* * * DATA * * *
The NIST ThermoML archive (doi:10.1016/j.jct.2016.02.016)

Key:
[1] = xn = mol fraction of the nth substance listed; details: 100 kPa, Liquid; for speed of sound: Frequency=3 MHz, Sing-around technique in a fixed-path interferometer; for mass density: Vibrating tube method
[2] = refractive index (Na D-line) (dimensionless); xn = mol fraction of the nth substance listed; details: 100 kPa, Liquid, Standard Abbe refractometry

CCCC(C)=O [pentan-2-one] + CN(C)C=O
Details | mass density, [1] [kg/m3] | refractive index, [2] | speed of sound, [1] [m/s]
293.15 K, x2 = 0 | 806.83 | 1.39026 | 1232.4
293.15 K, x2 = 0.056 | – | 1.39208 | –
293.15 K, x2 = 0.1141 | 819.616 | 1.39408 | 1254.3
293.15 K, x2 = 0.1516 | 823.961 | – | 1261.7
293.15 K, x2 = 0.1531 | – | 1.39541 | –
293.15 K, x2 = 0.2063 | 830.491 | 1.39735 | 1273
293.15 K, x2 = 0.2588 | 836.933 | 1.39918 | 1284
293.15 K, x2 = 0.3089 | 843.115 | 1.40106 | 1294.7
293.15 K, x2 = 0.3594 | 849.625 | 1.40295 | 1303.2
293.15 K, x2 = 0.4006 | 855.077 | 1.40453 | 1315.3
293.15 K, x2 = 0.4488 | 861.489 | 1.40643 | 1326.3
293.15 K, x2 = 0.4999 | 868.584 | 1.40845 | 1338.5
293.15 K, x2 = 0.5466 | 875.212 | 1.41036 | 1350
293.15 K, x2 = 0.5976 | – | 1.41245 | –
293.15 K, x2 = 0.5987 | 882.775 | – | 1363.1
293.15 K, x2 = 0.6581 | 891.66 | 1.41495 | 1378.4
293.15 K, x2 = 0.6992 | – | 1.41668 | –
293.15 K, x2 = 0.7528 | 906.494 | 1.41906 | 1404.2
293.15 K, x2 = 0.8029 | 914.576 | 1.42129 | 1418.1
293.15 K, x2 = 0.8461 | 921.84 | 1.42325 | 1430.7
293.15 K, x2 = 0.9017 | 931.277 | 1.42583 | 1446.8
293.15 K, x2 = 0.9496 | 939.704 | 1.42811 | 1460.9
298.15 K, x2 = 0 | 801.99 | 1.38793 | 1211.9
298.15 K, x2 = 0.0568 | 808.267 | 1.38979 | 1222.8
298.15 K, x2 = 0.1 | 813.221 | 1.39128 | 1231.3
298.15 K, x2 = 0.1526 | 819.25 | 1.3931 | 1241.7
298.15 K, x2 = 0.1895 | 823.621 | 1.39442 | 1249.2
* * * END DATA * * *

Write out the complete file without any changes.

The NIST ThermoML archive (doi:10.1016/j.jct.2016.02.016)

Key:
[1] = xn = mol fraction of the nth substance listed; details: 100 kPa, Liquid; for speed of sound: Frequency=3 MHz, Sing-around technique in a fixed-path interferometer; for mass density: Vibrating tube method
[2] = refractive index (Na D-line) (dimensionless); xn = mol fraction of the nth substance listed; details: 100 kPa, Liquid, Standard Abbe refractometry

CCCC(C)=O [pentan-2-one] + CN(C)C=O
Details | mass density, [1] [kg/m3] | refractive index, [2] | speed of sound, [1] [m/s]
293.15 K, x2 = 0 | 806.83 | 1.39026 | 1232.4
293.15 K, x2 = 0.056 | – | 1.39208 | –
293.15 K, x2 = 0.1141 | 819.616 | 1.39408 | 1254.3
293.15 K, x2 = 0.1516 | 823.961 | – | 1261.7
293.15 K, x2 = 0.1531 | – | 1.39541 | –
293.15 K, x2 = 0.2063 | 830.491 | 1.39735 | 1273
293.15 K, x2 = 0.2588 | 836.933 | 1.39918 | 1284
293.15 K, x2 = 0.3089 | 843.115 | 1.40106 | 1294.7
293.15 K, x2 = 0.3594 | 849.625 | 1.40295 | 1303.2
293.15 K, x2 = 0.4006 | 855.077 | 1.40453 | 1315.3
293.15 K, x2 = 0.4488 | 861.489 | 1.40643 | 1326.3
293.15 K, x2 = 0.4999 | 868.584 | 1.40845 | 1338.5
293.15 K, x2 = 0.5466 | 875.212 | 1.41036 | 1350
293.15 K, x2 = 0.5976 | – | 1.41245 | –
293.15 K, x2 = 0.5987 | 882.775 | – | 1363.1
293.15 K, x2 = 0.6581 | 891.66 | 1.41495 | 1378.4
293.15 K, x2 = 0.6992 | – | 1.41668 | –
293.15 K, x2 = 0.7528 | 906.494 | 1.41906 | 1404.2
293.15 K, x2 = 0.8029 | 914.576 | 1.42129 | 1418.1
293.15 K, x2 = 0.8461 | 921.84 | 1.42325 | 1430.7
293.15 K, x2 = 0.9017 | 931.277 | 1.42583 | 1446.8
293.15 K, x2 = 0.9496 | 939.704 | 1.42811 | 1460.9
298.15 K, x2 = 0 | 801.99 | 1.38793 | 1211.9
298.15 K, x2 = 0.0568 | 808.267 | 1.38979 | 1222.8
298.15 K, x2 = 0.1 | 813.221 | 1.39128 | 1231.3
298.15 K, x2 = 0.1526 | 819.25 | 1.3931 | 1241.7
298.15 K, x2 = 0.1895 | 823.621 | 1.39442 | 1249.2